D&D isn't exceptional, here. If it gives you a default, it's subject to the default effect, because the default effect is the effect of having a default. I don't think it can get much more blatant than that.
 

Campbell

Relaxed Intensity
Yeah I am really not getting it. I can only assume this is some damage done in more modern editions that shifted power from the DM to the Players, and taught players to think about the game in a different way. The concept that the DM must run it all like it's written, or else players will complain and the DM has to explain themselves, is bizarre to me.

I think it's far too easy to shoot the messenger here. Traditional power structures are eroding because our society is changing. Authoritarian command and control leadership is no longer the norm. Decision making in businesses is becoming more distributed. 20 years ago people were also far more likely to take what their immediate supervisors told them at face value, and entertainment media were a much more passive pursuit.
 

delericho

Legend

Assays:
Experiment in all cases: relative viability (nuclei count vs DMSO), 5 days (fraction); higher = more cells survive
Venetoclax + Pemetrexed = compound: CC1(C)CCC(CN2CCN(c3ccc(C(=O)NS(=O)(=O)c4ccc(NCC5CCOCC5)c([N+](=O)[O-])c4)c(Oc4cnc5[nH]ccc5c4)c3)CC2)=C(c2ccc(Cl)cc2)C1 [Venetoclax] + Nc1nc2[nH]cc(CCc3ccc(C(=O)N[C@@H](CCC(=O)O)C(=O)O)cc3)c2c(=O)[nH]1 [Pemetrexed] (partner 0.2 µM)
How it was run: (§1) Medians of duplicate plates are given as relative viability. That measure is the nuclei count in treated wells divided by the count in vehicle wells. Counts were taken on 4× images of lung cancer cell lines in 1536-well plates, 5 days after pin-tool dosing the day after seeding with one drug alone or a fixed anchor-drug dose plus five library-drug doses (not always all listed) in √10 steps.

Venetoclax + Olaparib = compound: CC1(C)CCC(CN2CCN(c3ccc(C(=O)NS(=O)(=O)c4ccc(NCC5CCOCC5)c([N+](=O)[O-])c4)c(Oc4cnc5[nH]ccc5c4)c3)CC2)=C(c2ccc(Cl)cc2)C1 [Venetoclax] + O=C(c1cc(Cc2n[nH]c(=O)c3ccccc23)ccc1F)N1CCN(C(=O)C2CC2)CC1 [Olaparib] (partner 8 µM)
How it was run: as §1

I don't have a particular problem with them writing new default origins for monsters, provided:

- the monsters are designed (mechanically) in such a way that they still work with my lore where it is different

- they don't insist on retro-fitting all the existing campaign worlds to use the new lore. If 5e's halflings are peaceful river-dwellers, that shouldn't force Dark Sun to follow suit!

Apart from that, I'm not to bothered. Though I do wish he'd chosen a different example creature to use; something specifically D&D in nature (drow, or githyanki, or something), rather than a 'known' creature from mythology.
 

am181d

Adventurer
Apart from that, I'm not to bothered. Though I do wish he'd chosen a different example creature to use; something specifically D&D in nature (drow, or githyanki, or something), rather than a 'known' creature from mythology.

I would think the whole point is to give creatures a distinctly D&D story, which drow and githyanki already have. I'm still fairly certain that part of their mandate is to lockdown a "D&D Bible" for use with the company's non-RPG products.